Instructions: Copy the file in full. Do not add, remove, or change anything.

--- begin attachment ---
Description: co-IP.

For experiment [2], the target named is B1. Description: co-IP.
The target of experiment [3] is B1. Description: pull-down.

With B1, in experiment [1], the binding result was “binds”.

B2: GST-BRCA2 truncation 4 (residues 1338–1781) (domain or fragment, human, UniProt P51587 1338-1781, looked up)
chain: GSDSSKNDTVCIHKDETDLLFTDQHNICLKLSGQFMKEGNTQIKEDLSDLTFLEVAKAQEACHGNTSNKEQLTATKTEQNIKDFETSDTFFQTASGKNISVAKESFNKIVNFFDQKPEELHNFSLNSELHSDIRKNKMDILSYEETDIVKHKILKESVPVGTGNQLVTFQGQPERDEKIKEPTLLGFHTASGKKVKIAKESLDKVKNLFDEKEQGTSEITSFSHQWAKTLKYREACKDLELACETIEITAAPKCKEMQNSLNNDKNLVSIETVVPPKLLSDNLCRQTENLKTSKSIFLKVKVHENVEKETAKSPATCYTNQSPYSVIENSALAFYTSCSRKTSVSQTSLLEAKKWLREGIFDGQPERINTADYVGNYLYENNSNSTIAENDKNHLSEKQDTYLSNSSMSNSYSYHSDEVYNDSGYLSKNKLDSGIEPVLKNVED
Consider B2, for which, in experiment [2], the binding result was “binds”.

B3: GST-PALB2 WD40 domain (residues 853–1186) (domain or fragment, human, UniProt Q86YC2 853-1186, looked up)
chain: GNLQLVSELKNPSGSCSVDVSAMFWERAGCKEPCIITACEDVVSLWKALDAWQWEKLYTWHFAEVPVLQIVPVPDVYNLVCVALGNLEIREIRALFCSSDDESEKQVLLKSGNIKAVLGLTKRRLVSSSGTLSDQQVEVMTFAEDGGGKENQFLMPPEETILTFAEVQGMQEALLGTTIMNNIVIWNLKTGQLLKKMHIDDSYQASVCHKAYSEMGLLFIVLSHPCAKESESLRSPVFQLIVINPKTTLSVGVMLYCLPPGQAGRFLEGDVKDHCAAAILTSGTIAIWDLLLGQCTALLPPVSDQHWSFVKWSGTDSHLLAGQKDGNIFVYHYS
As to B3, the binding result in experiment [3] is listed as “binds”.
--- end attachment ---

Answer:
Description: co-IP.

For experiment [2], the target named is B1. Description: co-IP.
The target of experiment [3] is B1. Description: pull-down.

With B1, in experiment [1], the binding result was “binds”.

B2: GST-BRCA2 truncation 4 (residues 1338–1781) (domain or fragment, human, UniProt P51587 1338-1781, looked up)
chain: GSDSSKNDTVCIHKDETDLLFTDQHNICLKLSGQFMKEGNTQIKEDLSDLTFLEVAKAQEACHGNTSNKEQLTATKTEQNIKDFETSDTFFQTASGKNISVAKESFNKIVNFFDQKPEELHNFSLNSELHSDIRKNKMDILSYEETDIVKHKILKESVPVGTGNQLVTFQGQPERDEKIKEPTLLGFHTASGKKVKIAKESLDKVKNLFDEKEQGTSEITSFSHQWAKTLKYREACKDLELACETIEITAAPKCKEMQNSLNNDKNLVSIETVVPPKLLSDNLCRQTENLKTSKSIFLKVKVHENVEKETAKSPATCYTNQSPYSVIENSALAFYTSCSRKTSVSQTSLLEAKKWLREGIFDGQPERINTADYVGNYLYENNSNSTIAENDKNHLSEKQDTYLSNSSMSNSYSYHSDEVYNDSGYLSKNKLDSGIEPVLKNVED
Consider B2, for which, in experiment [2], the binding result was “binds”.

B3: GST-PALB2 WD40 domain (residues 853–1186) (domain or fragment, human, UniProt Q86YC2 853-1186, looked up)
chain: GNLQLVSELKNPSGSCSVDVSAMFWERAGCKEPCIITACEDVVSLWKALDAWQWEKLYTWHFAEVPVLQIVPVPDVYNLVCVALGNLEIREIRALFCSSDDESEKQVLLKSGNIKAVLGLTKRRLVSSSGTLSDQQVEVMTFAEDGGGKENQFLMPPEETILTFAEVQGMQEALLGTTIMNNIVIWNLKTGQLLKKMHIDDSYQASVCHKAYSEMGLLFIVLSHPCAKESESLRSPVFQLIVINPKTTLSVGVMLYCLPPGQAGRFLEGDVKDHCAAAILTSGTIAIWDLLLGQCTALLPPVSDQHWSFVKWSGTDSHLLAGQKDGNIFVYHYS
As to B3, the binding result in experiment [3] is listed as “binds”.